Suicides and suicide attempts following homicide: Victim-suspect relationship, weapon type, and presence of antidepressants

Catherine W. Barber, Deborah Azrael, David Hemenway, Lenora M. Olson, Carrie Nie, Judy Schaechter, Sabrina Walsh

Research output: Contribution to journalArticlepeer-review

59 Scopus citations


This study used linked, official data for population-based surveillance of homicides, suicides, and homicide-suicides in four U.S. states and four counties. Among 1,503 homicide incidents, less than 5% (n = 74) were followed by the perpetrator's suicide and 1% (n = 18) by a nonfatal suicide attempt. However, among men who killed their female intimate partner with a firearm, 59% also took their own life. Homicide-suicide perpetrators did not test positive for an antidepressant more often than other male suicide decedents (15% vs. 19%). Most (54%) perpetrators of nonfirearm homicides who attempted suicide lived; nearly all (93%) firearm perpetrators who attempted suicide died. Among men who killed their female intimate partner with a firearm, homicide-suicide was the norm. Better enforcement of existing laws designed to protect abuse victims by removing firearms from domestic abusers may also prevent abusers' suicides.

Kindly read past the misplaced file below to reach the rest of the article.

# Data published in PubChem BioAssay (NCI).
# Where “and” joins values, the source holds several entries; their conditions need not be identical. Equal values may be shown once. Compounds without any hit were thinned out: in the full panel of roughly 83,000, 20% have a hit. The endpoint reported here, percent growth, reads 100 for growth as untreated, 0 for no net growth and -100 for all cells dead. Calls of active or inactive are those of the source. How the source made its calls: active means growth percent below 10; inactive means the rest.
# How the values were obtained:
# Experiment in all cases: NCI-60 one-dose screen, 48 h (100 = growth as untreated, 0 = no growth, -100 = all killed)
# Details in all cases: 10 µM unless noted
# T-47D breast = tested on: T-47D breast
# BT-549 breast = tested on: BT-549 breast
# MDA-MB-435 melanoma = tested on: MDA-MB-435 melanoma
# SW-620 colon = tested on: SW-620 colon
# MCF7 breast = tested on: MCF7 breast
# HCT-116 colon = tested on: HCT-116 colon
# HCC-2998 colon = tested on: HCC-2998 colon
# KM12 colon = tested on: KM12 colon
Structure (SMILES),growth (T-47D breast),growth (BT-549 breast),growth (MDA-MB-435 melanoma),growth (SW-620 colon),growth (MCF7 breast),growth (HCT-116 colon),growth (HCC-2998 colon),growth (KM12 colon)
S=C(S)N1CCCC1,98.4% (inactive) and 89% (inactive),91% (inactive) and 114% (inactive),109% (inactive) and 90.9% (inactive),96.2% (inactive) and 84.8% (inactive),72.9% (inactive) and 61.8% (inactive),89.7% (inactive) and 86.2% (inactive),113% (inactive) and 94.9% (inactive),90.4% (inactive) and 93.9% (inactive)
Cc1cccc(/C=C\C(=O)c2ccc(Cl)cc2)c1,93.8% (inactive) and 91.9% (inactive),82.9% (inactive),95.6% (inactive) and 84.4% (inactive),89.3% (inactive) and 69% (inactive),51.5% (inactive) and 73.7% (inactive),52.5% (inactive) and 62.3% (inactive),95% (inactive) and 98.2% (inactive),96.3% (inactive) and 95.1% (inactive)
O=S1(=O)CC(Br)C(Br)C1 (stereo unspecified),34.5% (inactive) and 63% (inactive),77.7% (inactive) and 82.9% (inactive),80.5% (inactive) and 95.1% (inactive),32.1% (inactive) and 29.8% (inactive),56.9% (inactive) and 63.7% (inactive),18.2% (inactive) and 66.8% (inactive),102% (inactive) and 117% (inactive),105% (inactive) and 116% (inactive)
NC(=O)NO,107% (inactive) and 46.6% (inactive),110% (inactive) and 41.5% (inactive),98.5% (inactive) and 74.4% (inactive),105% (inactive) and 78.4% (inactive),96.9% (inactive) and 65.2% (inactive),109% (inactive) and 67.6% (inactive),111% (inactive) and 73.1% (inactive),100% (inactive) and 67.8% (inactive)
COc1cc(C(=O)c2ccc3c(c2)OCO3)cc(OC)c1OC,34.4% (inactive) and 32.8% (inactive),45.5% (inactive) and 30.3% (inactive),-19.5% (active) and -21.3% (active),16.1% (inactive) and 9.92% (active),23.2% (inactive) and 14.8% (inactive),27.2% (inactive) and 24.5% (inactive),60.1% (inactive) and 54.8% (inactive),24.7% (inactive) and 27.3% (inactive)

Original languageEnglish
Pages (from-to)285-297
Number of pages13
JournalHomicide Studies
Issue number3
StatePublished - Aug 2008


  • Firearms
  • Intimate partner violence
  • Suicide

ASJC Scopus subject areas

  • Pathology and Forensic Medicine
  • Psychology (miscellaneous)
  • Law

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